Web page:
The Georgia General Assembly passed a bill late Tuesday that allows medical marijuana sales, providing a way for patients to buy the drug that they're already allowed to use.
The legislation, House Bill 324, licenses private companies and universities to grow medical marijuana. Then pharmacies and possibly dispensaries could sell it to the state's 8,400 registered medical marijuana patients.
The bill was in jeopardy until Gov. Brian Kemp helped broker a deal between House and Senate leaders who had struggled to strike a balance between providing access to legitimate patients while preventing illegal marijuana distribution. The measure now goes to Kemp for his signature or veto.
The House passed the bill 147-16, and the Senate approved it 34-20.
“Over the years, I’ve met with children who are battling chronic, debilitating diseases. I’ve heard from parents who are struggling with access and losing hope,” Kemp said. “This compromise legislation is carefully crafted to provide access to medical cannabis oil to those in need. This is simply the right thing to do.”
Georgia legalized medical marijuana consumption in 2015 for patients suffering from severe seizures, deadly cancers and other illnesses, but the government didn't provide any way for them to purchase it. It remains against the law to buy, sell or transport medical marijuana oil.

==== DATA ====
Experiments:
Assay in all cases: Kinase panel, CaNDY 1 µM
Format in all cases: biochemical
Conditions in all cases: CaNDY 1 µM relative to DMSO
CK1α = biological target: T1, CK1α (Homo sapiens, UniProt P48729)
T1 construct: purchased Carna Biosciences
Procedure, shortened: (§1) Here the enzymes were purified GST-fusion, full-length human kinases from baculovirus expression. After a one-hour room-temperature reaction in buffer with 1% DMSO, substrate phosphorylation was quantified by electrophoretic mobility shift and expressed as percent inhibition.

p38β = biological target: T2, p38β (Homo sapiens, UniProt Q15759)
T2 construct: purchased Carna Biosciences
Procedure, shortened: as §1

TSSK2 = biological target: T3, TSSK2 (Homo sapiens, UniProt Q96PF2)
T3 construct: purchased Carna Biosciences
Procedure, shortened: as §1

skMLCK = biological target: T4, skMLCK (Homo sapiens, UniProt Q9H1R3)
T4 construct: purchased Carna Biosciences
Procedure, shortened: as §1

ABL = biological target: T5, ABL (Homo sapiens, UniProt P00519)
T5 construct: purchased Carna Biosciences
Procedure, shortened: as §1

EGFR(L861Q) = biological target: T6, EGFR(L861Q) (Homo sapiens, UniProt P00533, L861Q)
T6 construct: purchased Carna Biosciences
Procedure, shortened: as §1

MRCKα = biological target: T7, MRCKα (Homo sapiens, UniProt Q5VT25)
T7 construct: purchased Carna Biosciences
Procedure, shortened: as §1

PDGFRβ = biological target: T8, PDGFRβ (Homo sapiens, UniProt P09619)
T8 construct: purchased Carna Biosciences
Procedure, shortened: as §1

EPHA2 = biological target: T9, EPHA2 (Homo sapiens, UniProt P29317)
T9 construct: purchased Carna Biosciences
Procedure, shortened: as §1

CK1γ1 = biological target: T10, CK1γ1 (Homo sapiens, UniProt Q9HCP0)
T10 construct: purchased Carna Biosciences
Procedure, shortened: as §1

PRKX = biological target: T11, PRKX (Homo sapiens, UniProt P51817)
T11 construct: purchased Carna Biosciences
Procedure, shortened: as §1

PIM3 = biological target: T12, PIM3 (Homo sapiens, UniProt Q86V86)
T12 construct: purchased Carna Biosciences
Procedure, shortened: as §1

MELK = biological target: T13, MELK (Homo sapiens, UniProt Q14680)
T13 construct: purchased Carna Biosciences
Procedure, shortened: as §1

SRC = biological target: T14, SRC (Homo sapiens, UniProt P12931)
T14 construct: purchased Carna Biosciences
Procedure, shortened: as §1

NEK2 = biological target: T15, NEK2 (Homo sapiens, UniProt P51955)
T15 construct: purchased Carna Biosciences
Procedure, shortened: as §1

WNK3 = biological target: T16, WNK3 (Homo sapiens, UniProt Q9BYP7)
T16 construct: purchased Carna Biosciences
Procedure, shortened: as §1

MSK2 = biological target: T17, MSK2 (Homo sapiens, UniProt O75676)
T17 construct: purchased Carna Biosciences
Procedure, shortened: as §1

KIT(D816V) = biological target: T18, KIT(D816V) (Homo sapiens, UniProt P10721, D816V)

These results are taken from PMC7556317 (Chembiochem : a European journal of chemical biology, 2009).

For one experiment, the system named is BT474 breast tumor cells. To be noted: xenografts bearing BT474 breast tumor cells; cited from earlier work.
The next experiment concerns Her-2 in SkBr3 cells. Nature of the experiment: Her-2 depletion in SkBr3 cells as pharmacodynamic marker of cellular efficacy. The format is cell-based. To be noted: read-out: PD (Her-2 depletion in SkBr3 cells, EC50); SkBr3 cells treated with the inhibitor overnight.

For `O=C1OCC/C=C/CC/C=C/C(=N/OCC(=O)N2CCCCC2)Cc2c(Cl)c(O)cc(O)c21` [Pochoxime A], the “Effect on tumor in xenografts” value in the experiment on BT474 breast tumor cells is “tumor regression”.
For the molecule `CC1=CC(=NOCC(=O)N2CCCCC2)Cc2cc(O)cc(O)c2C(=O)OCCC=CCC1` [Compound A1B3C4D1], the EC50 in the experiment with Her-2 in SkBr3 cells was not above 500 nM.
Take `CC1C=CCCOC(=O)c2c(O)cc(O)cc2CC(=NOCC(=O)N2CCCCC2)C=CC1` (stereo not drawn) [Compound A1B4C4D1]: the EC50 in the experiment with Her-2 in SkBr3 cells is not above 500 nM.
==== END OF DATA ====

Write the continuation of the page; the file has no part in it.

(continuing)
Patients obtained the drug through the mail, by driving out-of-state or from friends.
Under the bill, up to six private companies would be licensed to grow and manufacture medical marijuana oil. In addition, two universities could start medical marijuana programs. Pharmacies would initially be able to sell the drug, and a state oversight board would have the authority to allow private dispensaries.
Smoking or eating marijuana would remain prohibited.
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"For the last five years, our patients in this state have been traveling out of state. They've been breaking federal law," said state Rep. Micah Gravley, a Republican from Douglasville. "The compromise we have reaches the goal of getting safe access for the citizens in this state."
Opponents of the proposal said they worried it sets up a distribution network that could lead to the legalization of marijuana for recreational purposes.
"Many people recognize this for what it is. This is the first step toward the commercialization of recreational marijuana," said Senate Regulated Industries Chairman Bill Cowsert, a Republican from Athens. "This is the step where you open the floodgates and you are creating the infrastructure for this industry."
HB 324 would make Georgia the 34th state to allow some form of marijuana cultivation.